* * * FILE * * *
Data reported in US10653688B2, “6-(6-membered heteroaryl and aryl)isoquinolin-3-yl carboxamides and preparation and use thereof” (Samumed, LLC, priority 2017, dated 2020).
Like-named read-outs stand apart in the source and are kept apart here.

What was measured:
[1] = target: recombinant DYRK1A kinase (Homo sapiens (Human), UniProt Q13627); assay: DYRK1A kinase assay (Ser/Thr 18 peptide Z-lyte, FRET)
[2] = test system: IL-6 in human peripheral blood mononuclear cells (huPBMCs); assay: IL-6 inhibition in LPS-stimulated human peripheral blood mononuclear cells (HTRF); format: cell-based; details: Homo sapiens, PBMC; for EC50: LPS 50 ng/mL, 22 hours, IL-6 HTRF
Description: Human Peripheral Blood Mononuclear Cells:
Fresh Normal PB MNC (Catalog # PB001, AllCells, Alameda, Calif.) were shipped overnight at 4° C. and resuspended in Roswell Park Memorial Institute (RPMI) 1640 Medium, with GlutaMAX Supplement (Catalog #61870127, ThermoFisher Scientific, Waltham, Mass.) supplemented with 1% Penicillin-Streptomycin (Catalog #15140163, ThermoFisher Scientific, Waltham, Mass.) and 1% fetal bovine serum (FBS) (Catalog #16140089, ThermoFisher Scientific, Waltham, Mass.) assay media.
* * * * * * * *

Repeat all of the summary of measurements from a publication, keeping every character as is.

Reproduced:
Data reported in US10653688B2, “6-(6-membered heteroaryl and aryl)isoquinolin-3-yl carboxamides and preparation and use thereof” (Samumed, LLC, priority 2017, dated 2020).
Like-named read-outs stand apart in the source and are kept apart here.

What was measured:
[1] = target: recombinant DYRK1A kinase (Homo sapiens (Human), UniProt Q13627); assay: DYRK1A kinase assay (Ser/Thr 18 peptide Z-lyte, FRET)
[2] = test system: IL-6 in human peripheral blood mononuclear cells (huPBMCs); assay: IL-6 inhibition in LPS-stimulated human peripheral blood mononuclear cells (HTRF); format: cell-based; details: Homo sapiens, PBMC; for EC50: LPS 50 ng/mL, 22 hours, IL-6 HTRF
Description: Human Peripheral Blood Mononuclear Cells:
Fresh Normal PB MNC (Catalog # PB001, AllCells, Alameda, Calif.) were shipped overnight at 4° C. and resuspended in Roswell Park Memorial Institute (RPMI) 1640 Medium, with GlutaMAX Supplement (Catalog #61870127, ThermoFisher Scientific, Waltham, Mass.) supplemented with 1% Penicillin-Streptomycin (Catalog #15140163, ThermoFisher Scientific, Waltham, Mass.) and 1% fetal bovine serum (FBS) (Catalog #16140089, ThermoFisher Scientific, Waltham, Mass.) assay media.